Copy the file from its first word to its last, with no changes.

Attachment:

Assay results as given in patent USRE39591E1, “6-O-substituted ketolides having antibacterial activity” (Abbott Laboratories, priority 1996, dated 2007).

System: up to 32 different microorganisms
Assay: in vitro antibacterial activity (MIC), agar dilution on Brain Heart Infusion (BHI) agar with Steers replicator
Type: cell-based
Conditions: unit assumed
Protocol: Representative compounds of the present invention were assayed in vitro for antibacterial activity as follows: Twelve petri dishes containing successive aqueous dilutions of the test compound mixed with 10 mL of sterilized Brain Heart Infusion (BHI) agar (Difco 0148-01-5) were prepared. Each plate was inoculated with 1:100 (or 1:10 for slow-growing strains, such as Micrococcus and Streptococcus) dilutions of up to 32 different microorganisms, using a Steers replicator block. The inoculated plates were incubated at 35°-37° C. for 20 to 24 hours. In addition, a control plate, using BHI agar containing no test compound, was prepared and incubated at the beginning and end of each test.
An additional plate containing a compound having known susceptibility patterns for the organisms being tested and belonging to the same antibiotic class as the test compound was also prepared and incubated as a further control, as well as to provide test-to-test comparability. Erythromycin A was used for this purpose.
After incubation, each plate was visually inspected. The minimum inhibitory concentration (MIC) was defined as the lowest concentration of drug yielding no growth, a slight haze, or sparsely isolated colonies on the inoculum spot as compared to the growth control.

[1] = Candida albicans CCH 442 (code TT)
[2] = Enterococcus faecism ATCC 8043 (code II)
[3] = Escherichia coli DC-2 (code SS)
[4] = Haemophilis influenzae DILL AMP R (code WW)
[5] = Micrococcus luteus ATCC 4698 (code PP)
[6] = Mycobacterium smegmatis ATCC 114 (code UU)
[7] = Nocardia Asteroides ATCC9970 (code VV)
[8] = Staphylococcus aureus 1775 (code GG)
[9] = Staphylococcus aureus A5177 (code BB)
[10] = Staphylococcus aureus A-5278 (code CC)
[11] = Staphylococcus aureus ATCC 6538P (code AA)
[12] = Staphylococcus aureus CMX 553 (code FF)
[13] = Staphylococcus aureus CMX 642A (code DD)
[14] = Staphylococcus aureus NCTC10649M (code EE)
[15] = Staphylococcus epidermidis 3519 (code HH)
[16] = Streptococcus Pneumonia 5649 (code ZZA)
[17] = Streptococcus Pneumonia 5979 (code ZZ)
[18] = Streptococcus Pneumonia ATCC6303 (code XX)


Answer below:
Assay results as given in patent USRE39591E1, “6-O-substituted ketolides having antibacterial activity” (Abbott Laboratories, priority 1996, dated 2007).

System: up to 32 different microorganisms
Assay: in vitro antibacterial activity (MIC), agar dilution on Brain Heart Infusion (BHI) agar with Steers replicator
Type: cell-based
Conditions: unit assumed
Protocol: Representative compounds of the present invention were assayed in vitro for antibacterial activity as follows: Twelve petri dishes containing successive aqueous dilutions of the test compound mixed with 10 mL of sterilized Brain Heart Infusion (BHI) agar (Difco 0148-01-5) were prepared. Each plate was inoculated with 1:100 (or 1:10 for slow-growing strains, such as Micrococcus and Streptococcus) dilutions of up to 32 different microorganisms, using a Steers replicator block. The inoculated plates were incubated at 35°-37° C. for 20 to 24 hours. In addition, a control plate, using BHI agar containing no test compound, was prepared and incubated at the beginning and end of each test.
An additional plate containing a compound having known susceptibility patterns for the organisms being tested and belonging to the same antibiotic class as the test compound was also prepared and incubated as a further control, as well as to provide test-to-test comparability. Erythromycin A was used for this purpose.
After incubation, each plate was visually inspected. The minimum inhibitory concentration (MIC) was defined as the lowest concentration of drug yielding no growth, a slight haze, or sparsely isolated colonies on the inoculum spot as compared to the growth control.

[1] = Candida albicans CCH 442 (code TT)
[2] = Enterococcus faecism ATCC 8043 (code II)
[3] = Escherichia coli DC-2 (code SS)
[4] = Haemophilis influenzae DILL AMP R (code WW)
[5] = Micrococcus luteus ATCC 4698 (code PP)
[6] = Mycobacterium smegmatis ATCC 114 (code UU)
[7] = Nocardia Asteroides ATCC9970 (code VV)
[8] = Staphylococcus aureus 1775 (code GG)
[9] = Staphylococcus aureus A5177 (code BB)
[10] = Staphylococcus aureus A-5278 (code CC)
[11] = Staphylococcus aureus ATCC 6538P (code AA)
[12] = Staphylococcus aureus CMX 553 (code FF)
[13] = Staphylococcus aureus CMX 642A (code DD)
[14] = Staphylococcus aureus NCTC10649M (code EE)
[15] = Staphylococcus epidermidis 3519 (code HH)
[16] = Streptococcus Pneumonia 5649 (code ZZA)
[17] = Streptococcus Pneumonia 5979 (code ZZ)
[18] = Streptococcus Pneumonia ATCC6303 (code XX)